The threatened deportation of a Sierra Leonian man prompted an hour long programme about asylum on BBC Radio Sheffield. Including interviews with City of Sanctuary, ASSIST and other groups and individuals that support people seeking sanctuary, the only opposition came in the form of texts that presenter Toby Foster described as just ‘racist’. Despite the producers’ efforts, none of those sending negative messages were prepared to come on air to explain their views.
As another caller pointed out, opponents of asylum usually speak from a position of ignorance. Well, refusing to engage in debate suggests they may also realise they’re on dodgy ground. Let’s not forget though that those people may be feeling insecure for other reasons such as poverty and unemployment and those of us trying to raise the level of the asylum debate need to take that into account as well.
In an encouraging post script to the broadcast, news came through that the planned deportation had been cancelled – that’ll be another bit of public money wasted on all the preparation, security, detention, paperwork etc.
People in positions of power and influence are such targets for pressure groups and individuals pleading their case, they must give careful thought to which issues they are going to home in on.
So the Easter message the Archbishop of York (pictured here skydiving from 13,000 feet up) chose to put before readers of The Independent will not have been delivered lightly – and is therefore all the more powerful for that.
Not only does Dr Sentamu – himself a refugee from Uganda – speak strongly in support of the UK extending the hand of welcome to anyone who needs it. He goes further, highlighting the “increasingly unpalatable evidence” from countries like Congo and Cameroon, that refused asylum seekers sent back there “are subjected to imprisonment, torture, abuse and starvation”.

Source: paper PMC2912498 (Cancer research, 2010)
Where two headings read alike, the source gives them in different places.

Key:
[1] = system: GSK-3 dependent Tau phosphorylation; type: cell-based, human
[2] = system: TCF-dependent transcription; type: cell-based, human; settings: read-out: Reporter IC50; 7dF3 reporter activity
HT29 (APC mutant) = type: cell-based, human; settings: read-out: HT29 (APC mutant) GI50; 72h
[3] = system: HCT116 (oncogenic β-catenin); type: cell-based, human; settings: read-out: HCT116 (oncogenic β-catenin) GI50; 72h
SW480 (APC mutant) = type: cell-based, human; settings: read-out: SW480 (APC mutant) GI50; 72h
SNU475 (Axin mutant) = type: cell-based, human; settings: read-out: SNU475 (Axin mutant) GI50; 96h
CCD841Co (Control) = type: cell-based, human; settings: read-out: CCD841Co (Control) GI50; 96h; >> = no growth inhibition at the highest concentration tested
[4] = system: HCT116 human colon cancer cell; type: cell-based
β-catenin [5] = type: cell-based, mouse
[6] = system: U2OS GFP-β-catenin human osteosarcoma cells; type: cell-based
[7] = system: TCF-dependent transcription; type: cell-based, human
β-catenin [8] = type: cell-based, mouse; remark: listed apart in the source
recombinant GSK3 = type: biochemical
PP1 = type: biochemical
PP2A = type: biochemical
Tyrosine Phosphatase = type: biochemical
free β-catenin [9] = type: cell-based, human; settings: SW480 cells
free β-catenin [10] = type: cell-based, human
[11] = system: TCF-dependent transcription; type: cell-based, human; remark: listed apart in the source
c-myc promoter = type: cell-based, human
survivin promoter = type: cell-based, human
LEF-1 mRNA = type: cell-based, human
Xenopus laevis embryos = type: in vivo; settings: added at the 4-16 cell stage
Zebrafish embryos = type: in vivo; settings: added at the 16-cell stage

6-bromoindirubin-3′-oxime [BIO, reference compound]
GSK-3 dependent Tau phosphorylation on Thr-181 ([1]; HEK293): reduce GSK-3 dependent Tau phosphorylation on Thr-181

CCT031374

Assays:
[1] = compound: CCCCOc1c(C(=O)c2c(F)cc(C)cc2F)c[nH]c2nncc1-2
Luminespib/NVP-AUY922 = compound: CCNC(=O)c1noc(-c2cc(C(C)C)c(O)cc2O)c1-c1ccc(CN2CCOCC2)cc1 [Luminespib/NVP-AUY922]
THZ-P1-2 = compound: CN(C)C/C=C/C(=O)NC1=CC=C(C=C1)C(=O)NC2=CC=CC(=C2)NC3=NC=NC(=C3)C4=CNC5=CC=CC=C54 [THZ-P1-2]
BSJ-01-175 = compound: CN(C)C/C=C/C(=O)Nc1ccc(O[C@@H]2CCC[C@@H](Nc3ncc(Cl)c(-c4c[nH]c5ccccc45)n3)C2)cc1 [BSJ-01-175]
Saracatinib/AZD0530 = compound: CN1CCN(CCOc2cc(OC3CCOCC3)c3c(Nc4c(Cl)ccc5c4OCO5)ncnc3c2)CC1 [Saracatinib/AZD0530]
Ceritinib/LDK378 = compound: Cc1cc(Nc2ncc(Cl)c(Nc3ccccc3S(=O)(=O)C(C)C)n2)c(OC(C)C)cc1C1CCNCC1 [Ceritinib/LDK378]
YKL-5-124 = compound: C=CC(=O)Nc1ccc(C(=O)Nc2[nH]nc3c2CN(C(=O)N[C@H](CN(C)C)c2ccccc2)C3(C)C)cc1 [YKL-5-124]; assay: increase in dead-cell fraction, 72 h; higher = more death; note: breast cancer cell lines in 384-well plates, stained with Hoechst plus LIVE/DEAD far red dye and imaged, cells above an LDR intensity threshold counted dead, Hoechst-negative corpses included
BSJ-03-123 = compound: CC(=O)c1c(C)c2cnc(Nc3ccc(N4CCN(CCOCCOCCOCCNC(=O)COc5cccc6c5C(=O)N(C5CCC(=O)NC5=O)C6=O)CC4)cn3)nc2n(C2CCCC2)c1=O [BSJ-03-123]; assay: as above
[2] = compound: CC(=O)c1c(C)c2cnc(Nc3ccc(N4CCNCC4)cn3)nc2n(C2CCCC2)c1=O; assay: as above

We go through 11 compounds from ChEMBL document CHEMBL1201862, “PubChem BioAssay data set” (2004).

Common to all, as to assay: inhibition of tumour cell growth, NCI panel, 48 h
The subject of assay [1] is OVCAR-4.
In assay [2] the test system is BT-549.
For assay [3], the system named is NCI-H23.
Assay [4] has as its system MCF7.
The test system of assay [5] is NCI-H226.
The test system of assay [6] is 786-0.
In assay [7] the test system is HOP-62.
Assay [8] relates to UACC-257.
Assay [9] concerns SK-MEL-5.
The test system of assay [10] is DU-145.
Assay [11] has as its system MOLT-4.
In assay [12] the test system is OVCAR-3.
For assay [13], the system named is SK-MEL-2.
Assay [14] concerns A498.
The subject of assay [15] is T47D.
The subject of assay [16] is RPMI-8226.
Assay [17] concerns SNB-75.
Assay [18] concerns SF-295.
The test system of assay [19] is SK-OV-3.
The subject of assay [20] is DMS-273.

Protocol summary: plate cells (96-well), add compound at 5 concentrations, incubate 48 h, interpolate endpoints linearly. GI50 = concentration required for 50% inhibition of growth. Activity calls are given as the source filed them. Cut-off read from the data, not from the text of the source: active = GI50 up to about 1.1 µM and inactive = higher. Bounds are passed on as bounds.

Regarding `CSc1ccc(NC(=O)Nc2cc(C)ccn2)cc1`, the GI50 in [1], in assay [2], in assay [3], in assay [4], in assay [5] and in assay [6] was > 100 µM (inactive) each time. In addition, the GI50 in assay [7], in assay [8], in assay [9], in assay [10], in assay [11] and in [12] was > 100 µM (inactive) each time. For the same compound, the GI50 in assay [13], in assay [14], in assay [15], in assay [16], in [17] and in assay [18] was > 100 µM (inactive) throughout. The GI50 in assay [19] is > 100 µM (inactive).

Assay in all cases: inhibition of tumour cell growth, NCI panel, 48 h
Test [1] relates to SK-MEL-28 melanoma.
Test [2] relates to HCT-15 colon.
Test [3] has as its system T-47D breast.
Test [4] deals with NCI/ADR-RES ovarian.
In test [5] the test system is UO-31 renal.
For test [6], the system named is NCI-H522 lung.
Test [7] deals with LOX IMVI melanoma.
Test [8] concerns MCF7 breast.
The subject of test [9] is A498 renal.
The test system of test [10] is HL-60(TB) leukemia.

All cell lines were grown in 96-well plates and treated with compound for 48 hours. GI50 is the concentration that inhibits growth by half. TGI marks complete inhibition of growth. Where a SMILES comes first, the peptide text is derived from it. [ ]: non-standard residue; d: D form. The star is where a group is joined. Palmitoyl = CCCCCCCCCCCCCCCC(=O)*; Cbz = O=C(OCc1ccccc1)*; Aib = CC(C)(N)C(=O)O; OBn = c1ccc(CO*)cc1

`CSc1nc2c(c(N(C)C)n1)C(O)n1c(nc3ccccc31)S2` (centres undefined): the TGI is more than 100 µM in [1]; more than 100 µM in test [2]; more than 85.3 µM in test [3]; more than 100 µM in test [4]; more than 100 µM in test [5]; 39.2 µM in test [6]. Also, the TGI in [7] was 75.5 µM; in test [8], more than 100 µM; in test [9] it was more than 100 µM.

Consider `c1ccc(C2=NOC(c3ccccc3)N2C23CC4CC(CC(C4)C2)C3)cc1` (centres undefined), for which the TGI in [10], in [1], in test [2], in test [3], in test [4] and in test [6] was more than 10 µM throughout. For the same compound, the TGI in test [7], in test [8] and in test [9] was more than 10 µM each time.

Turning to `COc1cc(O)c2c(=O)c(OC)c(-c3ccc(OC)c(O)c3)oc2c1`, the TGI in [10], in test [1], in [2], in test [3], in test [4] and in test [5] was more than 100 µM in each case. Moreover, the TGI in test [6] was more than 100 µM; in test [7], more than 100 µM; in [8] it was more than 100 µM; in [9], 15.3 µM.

Let’s hope UKBA and their enforcers read this article before carrying out their threat to send Djoly, currently faced with deportation from Sheffield, and others in a similar situation, back to the so-called Democratic Republic of Congo.
Letter from Colnbrook
I am going to nowhere land
They deporting me from England
I was looking for my home land
What a destiny that I am banned
I wanna go back to my home town
Sheffield is my home land
They say Afghanistan is your land
UKBA took me to Colnbrook
They sending me to nowhere land.
A new report by the counter terrorism think tank Quilliam warns how the careless use of language can exacerbate misunderstanding and community tension. It shows how using the “wrong” words can “inadvertently strengthen the narratives and arguments of Islamism” – that the world is divided into two opposing camps, one of Muslims and another of non-Muslims.